“Julia,” he said, his mouth dry, and still at a loss. All he wanted was to say yes, but nothing she had yet proposed gave him any confidence that it could be any other than a disaster if he did. “Look, Julia –”
She faced him. “My uncle knows that we met in Berlin, so it won’t seem as sudden as it is. And I’m not as heartless as I might sound. I think you like me already and I don’t see why I shouldn’t get very fond of you in time. But I don’t want to wait for us to do this properly. I want to try now, so I won’t murder my uncle and we can save that company of yours, too, perhaps. And I would never run away from you like Caroline. If I make a promise, I keep it.”
“Julia,” he said, making an effort to pull himself back together. It was a dreadful proposal in so many ways that he didn’t know where to start, and at the same time, he couldn’t help being aware that it would have been so tantalisingly easy to pull her off the worktop and into his arms in response. “Stop this. You can’t mean it, and it’s a terrible idea, even if you did.”
She bit her lip. “Don’t you like me after all?”
Edward reached for her hand. “Oh, God, I would marry you tomorrow, if that was all that mattered. Which is only one of the reasons why this isn’t funny and it isn’t fair. I know plenty of people have made marriages of necessity before, but I draw the line at you talking about marriage as if it’s some sort of sticking plaster!”
“No, of course it isn’t,” said Julia. “But, as it happens, marrying you would solve all of my current difficulties. I couldn’t make a marriage of pure convenience; it wouldn’t do. I’m too tired of being alone. I had a feeling you were, too.”
Edward let go of her hand, itching again to take hold of her properly, but he looked away instead. “Yes, well, you may think that, but I don’t think you understand what sort of bargain you’d actually be getting in me.”
“Gosh, you don’t have any dark deeds to confess, do you?” said Julia. “I don’t believe it.”
Edward leant against the worktop beside her. “What do you think I am? I should imagine I’ve got at least the average sort of collection of skeletons in the closet. And don’t laugh, Julia, this isn’t easy. It’s only that, between our meeting in Berlin and again here in London, I’ve been spending an awful lot of that time convalescing.”
“You’ve been ill?” she said. She wasn’t laughing in the least now. “What happened? Why didn’t you tell me before? I did ask, you know.”
He shrugged. “I’d rather not have told you. I made an idiot of myself out in Berlin. The massacre at Yorckstrasse – well, you know, obviously – and I was trying to get my particular project done and finish that blasted secondment, and I worked myself into it, I suppose.”
He made himself look across at her, thinking suddenly and uncomfortably of the time he’d gone back to see her in Berlin and she hadn’t even been able to remember his name. He understood why, of course, but he knew now that he hadn’t entirely been himself then, either, and her blank look had cut right through him.
“I believe they call it a state of nervous exhaustion.” He gave a wry twist of his mouth. “So, I was sent back home, being a liability to the service in that condition. I’ve been all right since the doctor cleared me, more or less, but I don’t think the Foreign Office quite know what to do with me, either. I think they hope I’ll just go away. Which was what I was hoping to do, if that company hadn’t been in trouble. So, you see, that’s what you’d be getting.”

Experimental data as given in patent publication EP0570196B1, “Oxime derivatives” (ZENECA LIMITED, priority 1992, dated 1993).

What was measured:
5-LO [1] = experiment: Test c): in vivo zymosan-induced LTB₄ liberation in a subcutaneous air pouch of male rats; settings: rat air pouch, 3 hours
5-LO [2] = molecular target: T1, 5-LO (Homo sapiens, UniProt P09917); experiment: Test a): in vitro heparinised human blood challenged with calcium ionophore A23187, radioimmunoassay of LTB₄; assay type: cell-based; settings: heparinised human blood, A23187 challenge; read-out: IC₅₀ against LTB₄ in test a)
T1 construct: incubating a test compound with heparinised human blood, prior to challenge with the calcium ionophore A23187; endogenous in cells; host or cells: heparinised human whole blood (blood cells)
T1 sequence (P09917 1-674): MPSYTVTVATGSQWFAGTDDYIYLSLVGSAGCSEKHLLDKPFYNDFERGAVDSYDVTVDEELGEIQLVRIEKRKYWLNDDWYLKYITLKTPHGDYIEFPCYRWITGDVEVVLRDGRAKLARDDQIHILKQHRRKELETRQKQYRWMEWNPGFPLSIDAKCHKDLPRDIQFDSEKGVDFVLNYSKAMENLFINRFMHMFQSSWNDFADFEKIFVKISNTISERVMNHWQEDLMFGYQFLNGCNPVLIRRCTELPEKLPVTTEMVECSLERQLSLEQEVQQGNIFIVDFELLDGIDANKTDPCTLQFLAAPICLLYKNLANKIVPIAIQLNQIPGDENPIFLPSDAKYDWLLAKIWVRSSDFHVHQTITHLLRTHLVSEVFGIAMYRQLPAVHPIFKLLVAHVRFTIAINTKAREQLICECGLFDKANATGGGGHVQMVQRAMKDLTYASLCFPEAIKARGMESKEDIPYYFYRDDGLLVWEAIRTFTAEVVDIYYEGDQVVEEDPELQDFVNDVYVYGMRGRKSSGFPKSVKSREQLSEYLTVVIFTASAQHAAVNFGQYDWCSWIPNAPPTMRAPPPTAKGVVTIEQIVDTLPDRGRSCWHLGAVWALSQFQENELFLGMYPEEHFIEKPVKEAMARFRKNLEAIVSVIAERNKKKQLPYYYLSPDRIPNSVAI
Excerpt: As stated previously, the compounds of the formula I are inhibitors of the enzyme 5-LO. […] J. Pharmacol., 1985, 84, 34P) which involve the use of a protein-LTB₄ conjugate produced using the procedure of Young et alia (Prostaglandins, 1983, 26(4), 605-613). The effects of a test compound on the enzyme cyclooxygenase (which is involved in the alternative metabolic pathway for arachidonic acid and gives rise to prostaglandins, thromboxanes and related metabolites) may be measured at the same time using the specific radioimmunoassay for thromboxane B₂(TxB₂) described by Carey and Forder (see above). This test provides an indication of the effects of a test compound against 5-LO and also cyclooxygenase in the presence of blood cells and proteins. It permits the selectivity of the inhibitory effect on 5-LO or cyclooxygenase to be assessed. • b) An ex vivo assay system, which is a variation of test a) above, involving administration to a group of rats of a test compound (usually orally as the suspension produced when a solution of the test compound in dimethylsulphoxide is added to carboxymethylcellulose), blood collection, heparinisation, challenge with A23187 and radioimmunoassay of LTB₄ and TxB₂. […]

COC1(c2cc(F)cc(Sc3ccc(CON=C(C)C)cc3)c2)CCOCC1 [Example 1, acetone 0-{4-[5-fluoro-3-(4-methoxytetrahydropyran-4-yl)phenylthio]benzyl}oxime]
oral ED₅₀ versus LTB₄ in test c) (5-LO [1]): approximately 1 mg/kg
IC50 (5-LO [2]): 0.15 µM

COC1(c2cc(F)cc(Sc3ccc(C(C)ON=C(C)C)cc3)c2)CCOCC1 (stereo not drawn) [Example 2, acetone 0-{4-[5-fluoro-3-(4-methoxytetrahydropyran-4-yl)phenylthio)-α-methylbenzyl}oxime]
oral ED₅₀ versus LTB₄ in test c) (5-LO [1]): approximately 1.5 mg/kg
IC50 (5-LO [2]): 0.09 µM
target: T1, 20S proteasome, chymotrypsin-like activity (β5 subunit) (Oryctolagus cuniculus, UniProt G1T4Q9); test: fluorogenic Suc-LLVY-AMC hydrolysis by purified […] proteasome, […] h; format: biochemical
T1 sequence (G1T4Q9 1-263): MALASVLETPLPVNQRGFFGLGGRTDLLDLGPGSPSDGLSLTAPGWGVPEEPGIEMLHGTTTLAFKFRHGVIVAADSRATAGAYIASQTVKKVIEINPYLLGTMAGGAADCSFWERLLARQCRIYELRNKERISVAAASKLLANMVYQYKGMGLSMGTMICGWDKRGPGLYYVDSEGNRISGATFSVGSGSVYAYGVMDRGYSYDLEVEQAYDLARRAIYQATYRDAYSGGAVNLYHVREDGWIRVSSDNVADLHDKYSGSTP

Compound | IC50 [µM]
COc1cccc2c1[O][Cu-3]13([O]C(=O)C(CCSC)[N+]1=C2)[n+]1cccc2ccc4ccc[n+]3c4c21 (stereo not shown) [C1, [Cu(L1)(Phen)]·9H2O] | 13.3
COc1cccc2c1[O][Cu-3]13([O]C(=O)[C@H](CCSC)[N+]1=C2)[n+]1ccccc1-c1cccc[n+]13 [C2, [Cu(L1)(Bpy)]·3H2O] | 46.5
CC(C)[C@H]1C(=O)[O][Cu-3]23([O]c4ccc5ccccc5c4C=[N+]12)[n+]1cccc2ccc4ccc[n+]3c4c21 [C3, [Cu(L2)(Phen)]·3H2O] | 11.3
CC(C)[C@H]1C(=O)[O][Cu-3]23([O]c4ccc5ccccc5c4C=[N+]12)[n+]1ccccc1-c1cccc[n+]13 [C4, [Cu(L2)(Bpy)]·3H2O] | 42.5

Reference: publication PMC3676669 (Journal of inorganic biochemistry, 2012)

“Edward,” said Julia, screwing up her face a little in sympathy. “We’ll be about even then, and we’ll work things out. I can leave my uncle, you can leave the Foreign Office. There you are, you see.” She leant over and pulled him in nearer to the worktop, so that she could kiss him, first on the cheek, and then nervously, at an awkward angle, on the mouth before drawing back, slightly flushed.
He laughed. Whatever Julia was or wasn’t, and no matter how terrible a proposition this might be, she wasn’t a practised flirt, that much was clear. He held out his hands to her and, when she took them, he pulled her off the worktop, so that she was standing in front of him, in his grasp.
“All right, then,” he said. “One last thing, though – you say you want this to eventually work its way into something more, and I think we ought – we ought to be sure that it’s possible.” He gave a grin as she looked up at him in sudden uncertainty, and stroked her cheek with his fingers before bending in slightly to kiss her again. She closed her eyes and caught at his lapels. Something in him gave at her nearness, her response, and he kissed her again more deeply and she only held onto him tighter still. Their combined loneliness was almost something tangible between them, pulling them closer. Edward wasn’t sure how to let go, but Julia looked away suddenly, and so he stepped back, releasing her.
Julia put her hand to her mouth and then said, eventually, “Yes, well, I should think we’ll be all right on that front, don’t you?”
“Probably,” said Edward, grinning. “Julia – one other thing. If I’d said no, what would you have done?”
“You’re my last hope, didn’t I tell you?” she said, and then straightened his jacket, not looking at him. “I knew you wouldn’t be so unkind as to turn me down.”